The subject of transfers in high school football is one that won’t go away. Here in the month leading up to the start of the 2018 season, another transfer scandal came to light and Marietta High School was forced to forfeit its eight wins from the 2017 season.

The GHSA determined that the Blue Devils program used players last season that had not actually moved into the school district. The school admitted a “clerical” error and in addition to the forfeits was fined and the players in question ruled ineligible for the 2018 season.

One can debate the significance of forfeiting wins from a previous season. And one can debate just how painful a $1,500 fine will actually be. But there’s little debate in my mind that the players are the ones that are actually receiving the brunt of this punishment.

This is high school football. They will not get this season back. There are no redshirt seasons in high school football. The players in question are juniors. They have been ruled ineligible at all GHSA schools this season. 

These players are minors. None of this could have happened without the consent of adults. Even if the players knew that they were breaking the rules, you could argue that they had been influenced, if not coerced into doing this, by an adult or adults.

Somewhere along the line, if not all up and down the line, an adult(s) had to have their stamp of approval on what was going on. If the student can’t trust the adult to do the right thing, can we really count on a 16- or 17-year-old to make the right judgement call in this situation?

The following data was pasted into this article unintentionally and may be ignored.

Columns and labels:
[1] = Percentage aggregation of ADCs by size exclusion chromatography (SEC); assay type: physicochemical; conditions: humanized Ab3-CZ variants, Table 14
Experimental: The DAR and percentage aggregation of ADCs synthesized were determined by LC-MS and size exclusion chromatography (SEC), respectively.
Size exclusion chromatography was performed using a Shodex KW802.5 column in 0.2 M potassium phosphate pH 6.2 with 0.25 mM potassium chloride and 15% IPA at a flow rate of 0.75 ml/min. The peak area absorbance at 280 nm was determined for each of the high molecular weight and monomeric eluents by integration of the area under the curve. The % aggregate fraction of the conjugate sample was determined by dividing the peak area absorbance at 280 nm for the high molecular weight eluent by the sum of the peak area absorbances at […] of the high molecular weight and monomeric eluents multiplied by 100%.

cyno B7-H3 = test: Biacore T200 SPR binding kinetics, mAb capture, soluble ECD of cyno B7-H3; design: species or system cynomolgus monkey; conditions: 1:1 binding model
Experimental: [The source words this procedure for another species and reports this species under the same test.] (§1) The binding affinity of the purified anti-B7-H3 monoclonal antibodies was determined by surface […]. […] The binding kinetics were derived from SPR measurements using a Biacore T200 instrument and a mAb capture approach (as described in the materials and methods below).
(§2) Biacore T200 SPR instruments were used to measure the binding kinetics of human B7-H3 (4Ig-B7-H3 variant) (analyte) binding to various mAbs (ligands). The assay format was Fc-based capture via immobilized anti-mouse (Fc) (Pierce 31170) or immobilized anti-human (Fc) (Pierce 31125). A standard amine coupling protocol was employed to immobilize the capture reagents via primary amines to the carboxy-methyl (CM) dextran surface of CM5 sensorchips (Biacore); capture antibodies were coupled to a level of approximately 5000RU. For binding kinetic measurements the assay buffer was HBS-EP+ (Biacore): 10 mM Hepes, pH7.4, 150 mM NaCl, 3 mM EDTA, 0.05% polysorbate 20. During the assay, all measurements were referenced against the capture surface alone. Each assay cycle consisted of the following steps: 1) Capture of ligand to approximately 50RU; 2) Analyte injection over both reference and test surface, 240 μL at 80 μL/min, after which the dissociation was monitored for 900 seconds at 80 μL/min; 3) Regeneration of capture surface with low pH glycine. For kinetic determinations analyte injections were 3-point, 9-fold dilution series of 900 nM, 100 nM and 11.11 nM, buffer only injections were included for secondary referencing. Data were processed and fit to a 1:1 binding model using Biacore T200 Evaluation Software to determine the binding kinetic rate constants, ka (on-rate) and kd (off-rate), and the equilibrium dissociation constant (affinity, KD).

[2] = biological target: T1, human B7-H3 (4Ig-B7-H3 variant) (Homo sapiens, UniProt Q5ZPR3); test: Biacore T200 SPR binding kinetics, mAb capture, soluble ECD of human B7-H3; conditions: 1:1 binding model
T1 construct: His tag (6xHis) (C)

Rules are rules. I get it. The GHSA isn’t the bad guy here. There are rules on the books and they were enforcing them as they should. I’m not suggesting that we allow people who break the rules to get away with it.

That’s why I suggest changing the rules. Here’s my very libertarian solution (although I’m not a libertarian). Allow a parent to send their child to whatever school they want too.

Imagine if you were told you could only go to the grocery store in “your district.” You could only go to the doctor or hospital in “your district.” You could only work in “your district.” But homeowners who pay property tax to support schools are basically told that in regard to their children’s public school education. If you want folks to pay “extra” to exercise the option of attending a public school outside their district…I think that could be fair.

If a parent is willing to drive their child an extra 30 minutes, hour, or even two hours to go to a better school…to have a better opportunity…why should we stop this? This doesn’t apply only to football. What if your child is a math prodigy? Why not allow that parent to send their child to the school with the best math department? The best glee club? The best drama club? The best debate team?

We have a lot of major issues facing us in society and in schools today. Parents seeking a better opportunity for their child whether in athletic competition, the classroom, or both, should not be one of those issues. Let’s change the rules and move on to bigger things.